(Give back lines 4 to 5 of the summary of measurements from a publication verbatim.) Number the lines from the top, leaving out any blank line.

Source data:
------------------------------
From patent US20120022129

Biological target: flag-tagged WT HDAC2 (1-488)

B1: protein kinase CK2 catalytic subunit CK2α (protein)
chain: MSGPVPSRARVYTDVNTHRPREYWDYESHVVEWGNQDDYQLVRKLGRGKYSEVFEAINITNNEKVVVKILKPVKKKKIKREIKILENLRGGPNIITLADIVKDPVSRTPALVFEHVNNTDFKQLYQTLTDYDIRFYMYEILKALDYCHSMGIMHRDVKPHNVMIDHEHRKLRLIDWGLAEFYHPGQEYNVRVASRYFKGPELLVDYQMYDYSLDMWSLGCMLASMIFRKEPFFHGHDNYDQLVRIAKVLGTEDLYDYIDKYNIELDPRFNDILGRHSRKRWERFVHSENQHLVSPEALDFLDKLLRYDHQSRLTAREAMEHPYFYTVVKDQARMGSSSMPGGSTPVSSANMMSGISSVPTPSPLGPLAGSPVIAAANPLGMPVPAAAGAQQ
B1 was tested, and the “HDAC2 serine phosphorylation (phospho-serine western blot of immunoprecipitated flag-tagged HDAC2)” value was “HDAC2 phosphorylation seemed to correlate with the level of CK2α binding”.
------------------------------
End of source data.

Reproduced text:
chain: MSGPVPSRARVYTDVNTHRPREYWDYESHVVEWGNQDDYQLVRKLGRGKYSEVFEAINITNNEKVVVKILKPVKKKKIKREIKILENLRGGPNIITLADIVKDPVSRTPALVFEHVNNTDFKQLYQTLTDYDIRFYMYEILKALDYCHSMGIMHRDVKPHNVMIDHEHRKLRLIDWGLAEFYHPGQEYNVRVASRYFKGPELLVDYQMYDYSLDMWSLGCMLASMIFRKEPFFHGHDNYDQLVRIAKVLGTEDLYDYIDKYNIELDPRFNDILGRHSRKRWERFVHSENQHLVSPEALDFLDKLLRYDHQSRLTAREAMEHPYFYTVVKDQARMGSSSMPGGSTPVSSANMMSGISSVPTPSPLGPLAGSPVIAAANPLGMPVPAAAGAQQ
B1 was tested, and the “HDAC2 serine phosphorylation (phospho-serine western blot of immunoprecipitated flag-tagged HDAC2)” value was “HDAC2 phosphorylation seemed to correlate with the level of CK2α binding”.